Wednesday, August 28

Baby Is Born With Chicken Pox-Like Lumps, but It Turns Out to Be 1-in-100,000 Disease.


(Facebook | Daniel Langham)
















It all started when little Oscar Langham was born with a red rash on his back and spots scattered around his body. Different kinds of skin conditions are quite common for newborns, who often suffer from what’s known as “baby acne.”As his mom, Steph Webster, said to the Daily Telegraph, “at first we didn’t realize there was anything wrong, we thought it was just something normal like a neonatal rash—but a midwife saw him and realized there might be a problem.”But as the weeks went on, Oscar’s spots didn’t go anywhere. They just stayed with no signs of dissipating. That’s when his parents realized that there was something else much more serious going on.
It turned out that Oscar was born with a condition that affects only 50 of the 750,000 or so children who are born in the United Kingdom each year that’s a 1-in-15,000 chance or 1 in every 100,000 in the world as per US National Library of Medicine. This rare disease is called histiocytosis, and doctors still know very little about what causes it, although they do know that Oscar has a good chance of survival. The doctor helping treat Oscar, Sarah Thompson of the Royal Stoke University Hospital, explained, per the Daily Mail, that “in essence, Oscar’s immune system is over responding to a skin condition. Oscar has been treated with a combination of chemotherapy and steroids, but unfortunately, his condition has remained.”For Oscar’s parents, the condition is obviously terrifying to deal with, particularly because there is so little information available about it. As Steph Webster said, “he’s got spots all over his body even on his tongue and his eyeballs which makes me worry about what’s going on inside.”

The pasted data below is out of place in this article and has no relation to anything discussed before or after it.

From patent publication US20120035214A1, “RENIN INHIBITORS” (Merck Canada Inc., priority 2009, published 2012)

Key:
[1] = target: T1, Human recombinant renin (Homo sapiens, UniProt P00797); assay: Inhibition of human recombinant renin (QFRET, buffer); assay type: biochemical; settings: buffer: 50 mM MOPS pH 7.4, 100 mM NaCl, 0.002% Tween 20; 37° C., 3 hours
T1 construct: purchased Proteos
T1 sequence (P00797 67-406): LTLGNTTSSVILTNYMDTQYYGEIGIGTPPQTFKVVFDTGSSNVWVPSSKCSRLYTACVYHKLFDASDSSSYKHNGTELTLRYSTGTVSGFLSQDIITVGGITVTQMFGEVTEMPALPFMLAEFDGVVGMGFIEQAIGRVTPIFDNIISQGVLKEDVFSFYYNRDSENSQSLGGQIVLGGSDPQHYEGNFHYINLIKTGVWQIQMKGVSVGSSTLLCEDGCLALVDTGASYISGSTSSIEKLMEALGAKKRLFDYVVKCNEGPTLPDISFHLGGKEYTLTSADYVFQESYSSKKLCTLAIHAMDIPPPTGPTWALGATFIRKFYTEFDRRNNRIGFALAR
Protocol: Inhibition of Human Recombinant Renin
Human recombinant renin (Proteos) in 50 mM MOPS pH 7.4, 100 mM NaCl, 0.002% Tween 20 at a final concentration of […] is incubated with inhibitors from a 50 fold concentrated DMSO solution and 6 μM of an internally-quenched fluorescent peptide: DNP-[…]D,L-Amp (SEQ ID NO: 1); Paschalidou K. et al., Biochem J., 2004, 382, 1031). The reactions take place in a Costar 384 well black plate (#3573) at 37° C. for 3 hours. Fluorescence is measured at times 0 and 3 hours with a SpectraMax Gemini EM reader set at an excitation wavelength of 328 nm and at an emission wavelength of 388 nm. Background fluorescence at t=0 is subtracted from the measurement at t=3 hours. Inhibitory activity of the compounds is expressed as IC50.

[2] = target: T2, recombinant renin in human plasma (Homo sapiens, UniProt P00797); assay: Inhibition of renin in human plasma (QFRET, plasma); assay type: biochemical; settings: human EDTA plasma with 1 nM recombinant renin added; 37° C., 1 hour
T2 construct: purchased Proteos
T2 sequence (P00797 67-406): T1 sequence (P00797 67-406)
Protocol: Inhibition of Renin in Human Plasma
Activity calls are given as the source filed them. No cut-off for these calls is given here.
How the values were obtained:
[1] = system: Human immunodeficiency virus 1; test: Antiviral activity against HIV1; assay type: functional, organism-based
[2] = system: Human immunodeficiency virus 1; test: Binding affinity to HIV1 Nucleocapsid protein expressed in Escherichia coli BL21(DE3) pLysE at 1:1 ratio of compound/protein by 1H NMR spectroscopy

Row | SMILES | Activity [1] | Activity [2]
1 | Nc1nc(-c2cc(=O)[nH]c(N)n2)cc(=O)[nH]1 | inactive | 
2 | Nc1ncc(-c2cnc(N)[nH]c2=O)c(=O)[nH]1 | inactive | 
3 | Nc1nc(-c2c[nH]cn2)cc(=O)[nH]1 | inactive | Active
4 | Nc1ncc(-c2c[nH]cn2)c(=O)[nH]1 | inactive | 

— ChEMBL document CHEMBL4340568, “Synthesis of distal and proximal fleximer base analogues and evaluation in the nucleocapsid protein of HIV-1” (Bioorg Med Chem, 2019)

Just as difficult as Oscar’s condition itself and the worries his parents have about what could happen were the ways others responded to his skin condition. The most common thing they have heard is people thinking that he has chickenpox or some other contagious disease and wanting to keep away from him. As Steph Webster said,, “they often stare at him and point him out in the street people don’t want to come near him because they think they might catch it.” The saddest moment was when she took Oscar to see Santa at a local shopping mall and was initially turned away because of fear of Oscar’s spots spreading to other children. Webster was finally able to explain that he had a completely non-communicable condition. As his mother explained, the way other people look and point at him “does sometimes upset me, but if you let every little thing upset you you’d never leave the house, so we just get on with it.” Oscar’s parents want most of all for him to get the best treatment possible. As Webster said,, “as long as he’s happy and healthy, we don’t care about how he looks on the outside.”
As the years have gone on, Oscar Langham has not only survived but thrived. Despite his spots, he has a happy childhood with loving parents and even started school this past year. Doctors have managed to control and reduce the spots, though not get rid of them altogether. When it comes to histiocytosis, research continues to find causes and solutions for this baffling, rare condition. In the meantime, Oscar’s mom has two pieces of advice for other parents in their situation. As she said, The Daily Express, “if anyone else ever had a child that has something which takes so long to diagnose you will get an answer. To people that stare at you in the street or say negative things, think twice because it could be them in that situation.”



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